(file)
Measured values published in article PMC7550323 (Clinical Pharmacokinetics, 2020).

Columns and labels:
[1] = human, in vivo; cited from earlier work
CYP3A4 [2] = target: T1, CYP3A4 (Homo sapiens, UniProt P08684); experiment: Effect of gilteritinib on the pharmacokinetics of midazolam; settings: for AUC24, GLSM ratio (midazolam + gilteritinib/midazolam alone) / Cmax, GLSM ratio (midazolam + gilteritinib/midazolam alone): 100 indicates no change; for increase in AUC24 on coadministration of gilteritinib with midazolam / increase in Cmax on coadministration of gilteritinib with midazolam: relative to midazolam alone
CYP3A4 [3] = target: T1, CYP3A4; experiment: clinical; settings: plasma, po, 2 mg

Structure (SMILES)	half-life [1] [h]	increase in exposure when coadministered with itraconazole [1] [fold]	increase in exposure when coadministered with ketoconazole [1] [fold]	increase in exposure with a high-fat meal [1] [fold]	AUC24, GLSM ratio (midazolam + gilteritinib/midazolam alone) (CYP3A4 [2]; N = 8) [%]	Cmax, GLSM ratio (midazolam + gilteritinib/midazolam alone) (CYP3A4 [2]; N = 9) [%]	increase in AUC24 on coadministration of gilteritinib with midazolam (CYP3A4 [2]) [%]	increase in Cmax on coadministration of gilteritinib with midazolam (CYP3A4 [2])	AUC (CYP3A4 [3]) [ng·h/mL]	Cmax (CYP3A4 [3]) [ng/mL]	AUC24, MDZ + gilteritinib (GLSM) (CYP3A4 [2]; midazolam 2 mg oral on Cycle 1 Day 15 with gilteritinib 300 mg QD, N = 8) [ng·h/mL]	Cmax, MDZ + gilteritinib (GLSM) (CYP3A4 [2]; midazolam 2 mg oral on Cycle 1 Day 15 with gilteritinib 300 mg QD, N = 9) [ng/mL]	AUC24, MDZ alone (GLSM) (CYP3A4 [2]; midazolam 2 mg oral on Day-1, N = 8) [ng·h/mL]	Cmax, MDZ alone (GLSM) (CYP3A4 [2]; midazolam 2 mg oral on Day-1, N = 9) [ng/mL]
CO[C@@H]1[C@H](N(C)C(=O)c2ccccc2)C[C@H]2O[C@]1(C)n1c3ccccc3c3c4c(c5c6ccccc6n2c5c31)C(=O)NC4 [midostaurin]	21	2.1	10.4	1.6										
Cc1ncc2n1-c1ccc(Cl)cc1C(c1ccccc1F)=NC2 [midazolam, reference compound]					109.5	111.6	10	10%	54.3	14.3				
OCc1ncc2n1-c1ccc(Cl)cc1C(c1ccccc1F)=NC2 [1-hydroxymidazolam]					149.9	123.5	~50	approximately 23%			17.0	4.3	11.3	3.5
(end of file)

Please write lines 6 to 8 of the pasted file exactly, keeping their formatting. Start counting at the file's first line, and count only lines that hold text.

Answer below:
Structure (SMILES)	half-life [1] [h]	increase in exposure when coadministered with itraconazole [1] [fold]	increase in exposure when coadministered with ketoconazole [1] [fold]	increase in exposure with a high-fat meal [1] [fold]	AUC24, GLSM ratio (midazolam + gilteritinib/midazolam alone) (CYP3A4 [2]; N = 8) [%]	Cmax, GLSM ratio (midazolam + gilteritinib/midazolam alone) (CYP3A4 [2]; N = 9) [%]	increase in AUC24 on coadministration of gilteritinib with midazolam (CYP3A4 [2]) [%]	increase in Cmax on coadministration of gilteritinib with midazolam (CYP3A4 [2])	AUC (CYP3A4 [3]) [ng·h/mL]	Cmax (CYP3A4 [3]) [ng/mL]	AUC24, MDZ + gilteritinib (GLSM) (CYP3A4 [2]; midazolam 2 mg oral on Cycle 1 Day 15 with gilteritinib 300 mg QD, N = 8) [ng·h/mL]	Cmax, MDZ + gilteritinib (GLSM) (CYP3A4 [2]; midazolam 2 mg oral on Cycle 1 Day 15 with gilteritinib 300 mg QD, N = 9) [ng/mL]	AUC24, MDZ alone (GLSM) (CYP3A4 [2]; midazolam 2 mg oral on Day-1, N = 8) [ng·h/mL]	Cmax, MDZ alone (GLSM) (CYP3A4 [2]; midazolam 2 mg oral on Day-1, N = 9) [ng/mL]
CO[C@@H]1[C@H](N(C)C(=O)c2ccccc2)C[C@H]2O[C@]1(C)n1c3ccccc3c3c4c(c5c6ccccc6n2c5c31)C(=O)NC4 [midostaurin]	21	2.1	10.4	1.6										
Cc1ncc2n1-c1ccc(Cl)cc1C(c1ccccc1F)=NC2 [midazolam, reference compound]					109.5	111.6	10	10%	54.3	14.3				